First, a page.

What Relationship Therapists Want You To Know About ‘Fexting’—AKA Fighting Over Text
There are all kinds of reasons folks might take to fexting and tap away on their phones to air their grievances with any important person in their life. (As a note, fexting can happen in platonic and romantic relationships alike.) For one, expressing hurt in a live, face-to-face scenario can be intimidating, especially if you hate conflict. Also, taking the time to write out your thoughts can help you stay composed and on-message while you're communicating. And if you live in different time zones, or you don’t see your partner or friend in question often, this mode of communication may feel all but natural. At the same time, however, leaning on a regular fexting practice might not be doing your relationship any favors.
While it's possible to disagree with a partner and settle an argument constructively, there are also many ways to go about conflict that will only make things worse. And when arguing via fexting, that's absolutely the case. According to counselor Mykal Manswell, LCMHCA, here are some examples of forms of fexting that stand to exacerbate any given argument, whether with a romantic partner or anyone else:
- Using harsh language
- Sending several messages in a row as a tactic to overwhelm or hurt someone
- Sending demeaning comments
- Intentionally relying on short responses in order to be manipulative
- Using emojis, photos, GIFs, and videos in an immature to nature to elicit negative emotional responses
- Stonewalling, or refusing to respond or communicate in a constructive way (or simply not taking a moment to calm down
- Typing so it looks like you’re replying, without the intention of actually sending anything
How fexting stands to compromise your relationship
Ultimately, fexting is more likely to lead to misunderstandings than arguing live, which can lead to subsequent, unrelated arguments that could have been avoided entirely. That's because when you fight over text, “words can be misconstrued, an excessive number of messages cause irritability, and the conversation is not effectively or mutually accepted by both parties,” Manswell says.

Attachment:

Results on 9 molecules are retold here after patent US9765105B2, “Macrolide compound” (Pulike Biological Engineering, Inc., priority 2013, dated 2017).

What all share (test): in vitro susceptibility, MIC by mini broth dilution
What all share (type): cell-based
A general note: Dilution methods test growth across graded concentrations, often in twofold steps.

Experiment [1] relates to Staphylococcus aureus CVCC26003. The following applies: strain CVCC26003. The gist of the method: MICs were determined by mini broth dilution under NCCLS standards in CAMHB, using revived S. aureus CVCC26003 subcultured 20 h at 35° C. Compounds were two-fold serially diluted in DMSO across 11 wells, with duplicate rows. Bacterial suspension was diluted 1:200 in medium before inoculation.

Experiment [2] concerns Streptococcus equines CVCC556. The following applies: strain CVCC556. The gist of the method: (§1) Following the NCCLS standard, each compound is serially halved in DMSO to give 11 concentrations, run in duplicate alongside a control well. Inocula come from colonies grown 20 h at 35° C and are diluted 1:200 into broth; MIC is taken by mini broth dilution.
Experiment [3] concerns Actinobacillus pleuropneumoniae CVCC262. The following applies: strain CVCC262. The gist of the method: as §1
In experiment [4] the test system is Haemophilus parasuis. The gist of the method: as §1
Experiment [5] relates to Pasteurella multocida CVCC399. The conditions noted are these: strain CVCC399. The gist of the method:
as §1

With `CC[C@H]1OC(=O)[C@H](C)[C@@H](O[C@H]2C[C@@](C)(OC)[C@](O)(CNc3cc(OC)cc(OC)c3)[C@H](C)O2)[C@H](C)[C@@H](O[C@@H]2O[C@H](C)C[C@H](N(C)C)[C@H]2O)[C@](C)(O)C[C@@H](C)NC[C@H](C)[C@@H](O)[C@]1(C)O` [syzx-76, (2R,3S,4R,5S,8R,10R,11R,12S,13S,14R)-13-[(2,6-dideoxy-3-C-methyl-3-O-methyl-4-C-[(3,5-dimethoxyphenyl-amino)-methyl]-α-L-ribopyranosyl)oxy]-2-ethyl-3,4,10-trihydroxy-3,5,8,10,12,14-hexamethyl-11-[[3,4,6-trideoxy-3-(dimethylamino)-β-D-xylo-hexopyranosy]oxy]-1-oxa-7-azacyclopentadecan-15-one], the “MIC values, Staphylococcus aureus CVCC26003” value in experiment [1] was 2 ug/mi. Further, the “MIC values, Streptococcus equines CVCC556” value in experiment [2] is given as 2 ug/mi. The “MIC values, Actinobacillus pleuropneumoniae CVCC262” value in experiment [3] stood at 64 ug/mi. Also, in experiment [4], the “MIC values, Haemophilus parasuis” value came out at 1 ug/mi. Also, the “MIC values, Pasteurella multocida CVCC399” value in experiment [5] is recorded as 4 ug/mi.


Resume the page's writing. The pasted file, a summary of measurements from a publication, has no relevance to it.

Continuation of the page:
“Words can be misconstrued, an excessive number of messages cause irritability, and the conversation is not effectively or mutually accepted by both parties.” —Mykal Manswell, LCMHCA
Furthermore, well-intentioned, genuine texts can easily be perceived as sarcastic or ironic during a fexting spat, adds Callisto Adams, PhD, an AASECT-certified sex and dating expert. (Detecting tone from a text is close to impossible—been there, tried to do that—even when you include emojis and careful wording.)
The negative impacts can be long-lasting, too, Manswell says, potentially leading to resentment, a lack of communication, and even a breakup in romantic relationships. He especially sees this with couples in long-distance relationships. “Communication is supposed to be engaging, provide clarity, and create an opportunity for growth, enthusiasm, or education,” Manswell says. “Couples who are in long-distance relationships tend to run into communication issues because they simply lack the unique opportunities to constantly meet in-person, which can help improve problem-solving issues more directly.”
How to approach arguments constructively and leave fexting behind
First, take a moment to gather your thoughts and decipher what exactly is eating at you. “While taking your time, you also give yourself a chance to calm down from the overwhelming emotional stage you might be in,” Dr. Adams says. “That can affect your logical thinking as well.”
Next, reach out to your partner (or friend). Manswell recommends having serious conversations over a phone call or video chat, if not in person, “so that tone of voice, facial expressions, and body language can be acknowledged effectively and reduce the opportunities to become consistently misunderstood.” This is a way to have the conversation right when it’s needed, but without all the heat-of-the-moment hurt and confusion.
Scheduling virtual or in-person meet-ups regularly is a good idea, too, even when you don’t have a concern to share. And if your loved one starts fexting you, consider encouraging them to move the conversation to one of those other mediums so you two can address the issue best.
During that conversation, remember that other fair-fighting skills come into play. Some examples include using “I statements” (aka, “I feel ___ when ___ because ___. What I need is ___.”), as well as not bringing up past fights or being cruel in general.
Dr. Adams also urges talking to the other person as if they're right in front of you, regardless of your proximity. This includes being thoughtful; if the situation were flipped, consider how you would respond to the words you’re saying. “Pay attention to your words and how you put them in a sentence,” she says. “That can set a friendly, defensive, or aggressive tone to your message. The more aggressive, the more you agitate the fight.”
On that note of arguments escalating, Manswell recommends setting boundaries. “One of the best ways a couple can have an argument or dispute more effectively is by creating ground rules and expectations when texting,” he says. He also suggests setting up a code word for when things start heating up, so you can stop and reassess how to best move forward. These steps limit mistreatment and create mutual accountability, he adds.
Arguing with your loved one is never fun, but fexting—while tempting, at times—can easily make the situation worse. The next time this happens, the experts encourage picking up the phone to call or FaceTime, or planning an in-person meeting.
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